Use a Neti Pot? No, You Probably Won’t Get a Brain-Eating Amoeba.
You probably heard about a recent cringe-worthy news story detailing how a local woman died from a rare brain-eating amoeba after using a neti pot.
While it sounds like the premise of a science fiction (or horror) movie, it’s very real — and has happened before.
The dangers of amoebas
Amoebas are single-celled, shape-changing organisms that pull themselves around by extending little feelers. There are specific types of amoebas that pose a risk to humans, such as Naegleria fowleri, which infects the brain, and other amoebas that can infect the colon or cornea.
While amoebas are scary, the good news is that they’re rare. Between 2008 and 2017, there were only 34 reported cases of amoebic infection in the United States, according to the Centers for Disease Control and Prevention.
Amoebas like to hang out in fresh still water, and if one comes in contact with the fragile mucous membrane in your nose, the amoebas can pass right through into your brain, which is likely how the Seattle woman contracted the infection.
The danger is in the nasal mucosa specifically, says John Lynch, M.D., M.P.H., an infectious disease specialist and medical director of the infection control program at Harborview Medical Center. Simply coming into contact with an amoeba in other ways, like drinking or touching amoeba-infested water, won’t make you sick because the amoeba has no way of getting into an area of your body where it can harm you.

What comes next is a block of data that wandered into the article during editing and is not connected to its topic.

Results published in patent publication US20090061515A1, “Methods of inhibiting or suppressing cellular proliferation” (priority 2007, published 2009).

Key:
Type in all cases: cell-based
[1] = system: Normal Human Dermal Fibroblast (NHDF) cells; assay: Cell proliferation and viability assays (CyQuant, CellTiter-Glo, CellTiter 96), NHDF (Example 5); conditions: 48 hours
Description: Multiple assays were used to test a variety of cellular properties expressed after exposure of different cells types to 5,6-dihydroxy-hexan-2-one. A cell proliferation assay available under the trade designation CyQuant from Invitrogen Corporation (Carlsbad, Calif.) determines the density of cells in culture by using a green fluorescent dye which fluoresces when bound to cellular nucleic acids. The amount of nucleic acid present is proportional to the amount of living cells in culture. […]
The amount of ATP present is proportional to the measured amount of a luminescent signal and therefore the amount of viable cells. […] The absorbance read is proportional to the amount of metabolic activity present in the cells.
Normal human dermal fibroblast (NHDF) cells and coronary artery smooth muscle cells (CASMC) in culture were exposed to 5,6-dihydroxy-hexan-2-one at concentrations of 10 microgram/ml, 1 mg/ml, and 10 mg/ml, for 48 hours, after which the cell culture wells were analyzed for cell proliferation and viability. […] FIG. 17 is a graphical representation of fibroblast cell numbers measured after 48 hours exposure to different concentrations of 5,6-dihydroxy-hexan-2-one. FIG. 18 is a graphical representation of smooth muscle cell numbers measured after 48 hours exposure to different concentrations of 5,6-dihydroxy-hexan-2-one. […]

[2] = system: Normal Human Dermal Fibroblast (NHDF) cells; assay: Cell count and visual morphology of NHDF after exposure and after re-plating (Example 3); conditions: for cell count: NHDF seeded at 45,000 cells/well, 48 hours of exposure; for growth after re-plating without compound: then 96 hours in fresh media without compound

Basics of neti pot safety
Enter the neti pot. Neti pots can be helpful sinus irrigation tools for people who suffer from chronic sinus problems such as rhinitis or sinusitis.
If you’re someone who uses a neti pot, that recent story might have you on edge. Should you continue to use it and, if so, how do you know that you’re using it safely?
Neti pot safety is pretty simple and easy to do, Lynch says. The main points: Keep your neti pot clean by washing it after each use, and only use sterile distilled or saline water to actually rinse your sinuses with (so, no tap water unless you boil it first and then let it cool).
“If you do that, there’s really no danger to using a neti pot,” Lynch says.
Another thing to keep in mind is that people who have a medical condition that weakens their immune system may be at greater risk and should be extra careful that they’re fully cleaning a neti pot and using sterilized water.
Amoebic infections are rare
There are other ways for a brain-eating amoeba to get up your nose, though they’re all rare. Occasionally, people contract amoebic infections by swimming in fresh water or an untreated swimming pool, or going to a spa or hot spring and somehow getting water up their nose.
Amoebic infections are even rarer in the Pacific Northwest, where we don’t have a lot of warm standing pools of water, Lynch says.
Cold, rainy weather for the win.